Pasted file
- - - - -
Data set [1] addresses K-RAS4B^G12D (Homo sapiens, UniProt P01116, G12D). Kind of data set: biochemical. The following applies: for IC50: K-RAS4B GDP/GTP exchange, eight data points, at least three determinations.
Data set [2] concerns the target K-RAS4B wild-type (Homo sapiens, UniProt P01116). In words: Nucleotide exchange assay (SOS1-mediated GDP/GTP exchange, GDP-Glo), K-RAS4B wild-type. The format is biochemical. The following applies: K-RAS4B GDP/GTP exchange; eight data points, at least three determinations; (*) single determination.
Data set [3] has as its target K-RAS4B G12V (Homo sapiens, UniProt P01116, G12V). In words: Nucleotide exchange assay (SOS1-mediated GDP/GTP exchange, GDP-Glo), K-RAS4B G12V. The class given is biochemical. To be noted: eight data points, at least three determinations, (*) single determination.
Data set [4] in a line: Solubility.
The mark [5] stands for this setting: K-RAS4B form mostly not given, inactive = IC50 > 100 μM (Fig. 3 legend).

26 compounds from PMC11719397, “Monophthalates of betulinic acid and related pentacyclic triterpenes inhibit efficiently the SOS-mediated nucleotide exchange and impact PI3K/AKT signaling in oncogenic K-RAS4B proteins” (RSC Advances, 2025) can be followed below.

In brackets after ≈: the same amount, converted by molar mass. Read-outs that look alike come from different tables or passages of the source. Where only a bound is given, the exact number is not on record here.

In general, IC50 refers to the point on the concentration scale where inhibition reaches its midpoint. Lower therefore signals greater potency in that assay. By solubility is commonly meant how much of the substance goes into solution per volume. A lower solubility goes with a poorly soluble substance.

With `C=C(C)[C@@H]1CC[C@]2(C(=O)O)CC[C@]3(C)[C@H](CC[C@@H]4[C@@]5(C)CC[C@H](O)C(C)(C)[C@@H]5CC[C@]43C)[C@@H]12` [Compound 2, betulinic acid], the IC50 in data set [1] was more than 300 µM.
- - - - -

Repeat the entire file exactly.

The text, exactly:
Data set [1] addresses K-RAS4B^G12D (Homo sapiens, UniProt P01116, G12D). Kind of data set: biochemical. The following applies: for IC50: K-RAS4B GDP/GTP exchange, eight data points, at least three determinations.
Data set [2] concerns the target K-RAS4B wild-type (Homo sapiens, UniProt P01116). In words: Nucleotide exchange assay (SOS1-mediated GDP/GTP exchange, GDP-Glo), K-RAS4B wild-type. The format is biochemical. The following applies: K-RAS4B GDP/GTP exchange; eight data points, at least three determinations; (*) single determination.
Data set [3] has as its target K-RAS4B G12V (Homo sapiens, UniProt P01116, G12V). In words: Nucleotide exchange assay (SOS1-mediated GDP/GTP exchange, GDP-Glo), K-RAS4B G12V. The class given is biochemical. To be noted: eight data points, at least three determinations, (*) single determination.
Data set [4] in a line: Solubility.
The mark [5] stands for this setting: K-RAS4B form mostly not given, inactive = IC50 > 100 μM (Fig. 3 legend).

26 compounds from PMC11719397, “Monophthalates of betulinic acid and related pentacyclic triterpenes inhibit efficiently the SOS-mediated nucleotide exchange and impact PI3K/AKT signaling in oncogenic K-RAS4B proteins” (RSC Advances, 2025) can be followed below.

In brackets after ≈: the same amount, converted by molar mass. Read-outs that look alike come from different tables or passages of the source. Where only a bound is given, the exact number is not on record here.

In general, IC50 refers to the point on the concentration scale where inhibition reaches its midpoint. Lower therefore signals greater potency in that assay. By solubility is commonly meant how much of the substance goes into solution per volume. A lower solubility goes with a poorly soluble substance.

With `C=C(C)[C@@H]1CC[C@]2(C(=O)O)CC[C@]3(C)[C@H](CC[C@@H]4[C@@]5(C)CC[C@H](O)C(C)(C)[C@@H]5CC[C@]43C)[C@@H]12` [Compound 2, betulinic acid], the IC50 in data set [1] was more than 300 µM.